Heavy fighting broke out early on Saturday between Azerbaijan and Armenia around the disputed Nagorno-Karabakh region in the Caucasus leaving at least 30 soldiers and two civilians dead.
A spokesperson for Nagorno-Karabakh’s president said a boy of about 12 was killed and two other children were wounded in a missile attack, while Azerbaijan’s foreign ministry said one Azeri civilian died.
Azerbaijan’s Defense Ministry said that 12 of its soldiers had been killed. It said one Mi-24 helicopter was shot down and a tank had been destroyed by a mine.
Armenian President Serzh Sarkisian said 18 ethnic Armenian soldiers had been killed and 35 wounded.
— Artsakh MFA (@mfankr) April 2, 2016
Although officially part of Azerbaijan, Nagorno-Karabakh has been controlled by ethnic Armenian forces and the Armenian military since the 1990s. The two countries are technically still at war over the region because a final peace deal was never agreed despite a 1994 ceasefire.
Both sides have blamed each other for the latest fighting. Armenia’s Defense Ministry said Azerbaijan launched an attack using artillery, tanks and aircraft around 2 a.m. Azerbaijan’s Ministry of Defense blamed Armenia, saying that its soldiers responded to an Armenian attack.
Both sides also claimed to have inflicted significant losses on the other. Azerbaijan says more than 100 Armenian soldiers were killed or wounded and six tanks and 15 artillery positions had been destroyed. The Nagorno-Karabakh defence ministry claimed more than 200 Azerbaijani soldiers were killed. Neither claim can be corroborated.
— RFE/RL (@RFERL) April 2, 2016
A century-old conflict
The two states are technically still at war over the disputed Nagorno-Karabakh region, where fighting between 1988 and 1994 killed about 30,000 people and displaced hundreds of thousands more. Although officially part of Azerbaijan, Nagorno-Karabakh is a de facto independent state.
Armenian forces also occupy land around Nagorno-Karabakh. The sides are separated by a demilitarised buffer zone. Small clashes break out frequently, but the situation has escalated in recent months. In December, Azerbaijani tanks shelled positions in Nagorno-Karabakh for the first time in nearly two decades.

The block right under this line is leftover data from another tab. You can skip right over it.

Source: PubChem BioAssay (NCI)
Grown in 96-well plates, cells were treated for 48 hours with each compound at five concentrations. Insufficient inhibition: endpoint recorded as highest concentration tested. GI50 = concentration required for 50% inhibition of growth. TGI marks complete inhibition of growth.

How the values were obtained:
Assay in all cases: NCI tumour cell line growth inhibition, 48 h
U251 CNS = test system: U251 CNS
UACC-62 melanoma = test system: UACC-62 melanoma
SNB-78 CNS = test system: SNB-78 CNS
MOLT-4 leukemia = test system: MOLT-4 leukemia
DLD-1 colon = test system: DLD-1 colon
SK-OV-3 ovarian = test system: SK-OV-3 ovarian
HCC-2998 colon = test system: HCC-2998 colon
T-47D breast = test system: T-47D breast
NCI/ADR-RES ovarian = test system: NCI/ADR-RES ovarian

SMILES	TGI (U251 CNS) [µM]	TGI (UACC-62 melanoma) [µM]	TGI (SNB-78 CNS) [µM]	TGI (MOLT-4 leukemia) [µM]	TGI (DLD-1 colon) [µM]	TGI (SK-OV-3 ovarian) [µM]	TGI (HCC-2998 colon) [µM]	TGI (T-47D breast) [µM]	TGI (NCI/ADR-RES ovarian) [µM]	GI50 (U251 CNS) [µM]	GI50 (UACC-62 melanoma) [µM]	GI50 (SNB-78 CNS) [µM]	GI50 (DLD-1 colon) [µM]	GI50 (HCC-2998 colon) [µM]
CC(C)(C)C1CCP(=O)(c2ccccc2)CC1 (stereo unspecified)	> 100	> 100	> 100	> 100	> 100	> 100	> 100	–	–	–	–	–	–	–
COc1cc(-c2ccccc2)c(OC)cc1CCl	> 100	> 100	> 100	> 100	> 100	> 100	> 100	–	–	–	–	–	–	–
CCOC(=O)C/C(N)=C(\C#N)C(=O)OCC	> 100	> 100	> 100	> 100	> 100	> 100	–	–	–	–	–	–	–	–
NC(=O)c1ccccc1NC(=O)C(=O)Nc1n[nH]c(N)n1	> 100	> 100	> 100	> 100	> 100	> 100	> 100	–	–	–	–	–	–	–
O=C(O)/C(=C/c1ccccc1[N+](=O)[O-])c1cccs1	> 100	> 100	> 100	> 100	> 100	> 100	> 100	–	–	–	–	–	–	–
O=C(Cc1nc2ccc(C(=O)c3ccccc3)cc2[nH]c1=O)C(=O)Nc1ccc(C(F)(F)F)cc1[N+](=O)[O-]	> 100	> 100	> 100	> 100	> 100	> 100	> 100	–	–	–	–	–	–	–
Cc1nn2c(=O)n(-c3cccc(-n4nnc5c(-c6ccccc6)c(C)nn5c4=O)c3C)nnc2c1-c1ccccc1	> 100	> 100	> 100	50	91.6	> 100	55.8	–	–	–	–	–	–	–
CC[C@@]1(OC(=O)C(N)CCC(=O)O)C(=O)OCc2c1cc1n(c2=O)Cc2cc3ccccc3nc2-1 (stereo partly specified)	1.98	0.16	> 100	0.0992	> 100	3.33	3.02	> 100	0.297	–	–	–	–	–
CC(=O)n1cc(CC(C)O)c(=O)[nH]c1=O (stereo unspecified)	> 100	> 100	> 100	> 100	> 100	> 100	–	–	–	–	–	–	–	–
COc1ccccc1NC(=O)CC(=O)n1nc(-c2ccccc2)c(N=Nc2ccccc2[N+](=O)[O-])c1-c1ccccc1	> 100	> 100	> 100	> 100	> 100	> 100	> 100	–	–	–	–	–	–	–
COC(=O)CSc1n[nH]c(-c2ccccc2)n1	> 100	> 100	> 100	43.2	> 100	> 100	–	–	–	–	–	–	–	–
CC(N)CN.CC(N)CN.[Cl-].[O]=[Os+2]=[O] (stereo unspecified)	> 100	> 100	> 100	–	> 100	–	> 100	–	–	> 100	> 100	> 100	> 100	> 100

Conflict in the region has roots in competition between ethnic Armenians and Azeris following the 1917 Russian revolution when Karabakh became the Nagorno-Karabakh Autonomous Region. The region, within the Soviet Socialist Republic of Azerbaijan, was majority-Armenian.
The region’s parliament voted to join Armenia in the 1980s and declared itself an independent republic following the fall of the Soviet Union. The split led to war between Azerbaijani troops and ethnic Armenians, who eventually gained control. A ceasefire signed in 1994 left Karabakh as a buffer zone around an Armenian enclave within Azeri territory.
Azerbaijan has repeatedly threatened to take back the region by force. Russia-backed Armenia, whose entire state budget is dwarfed by oil-rich Azerbaijan’s military spending, has said it could “crush” any offensive.
Azerbaijan counts Turkey as an ally, although Turkish support for the majority Muslim country has its roots in anti-Armenian sentiment within Turkey dating back to sectarian tensions in the 19th century. Turkey’s border with Armenia was closed in 1993.
Main image: An Azerbaijani helicopter downed during fighting in Karabakh. Nagorno Karabakh Foreign Ministry/Twitter.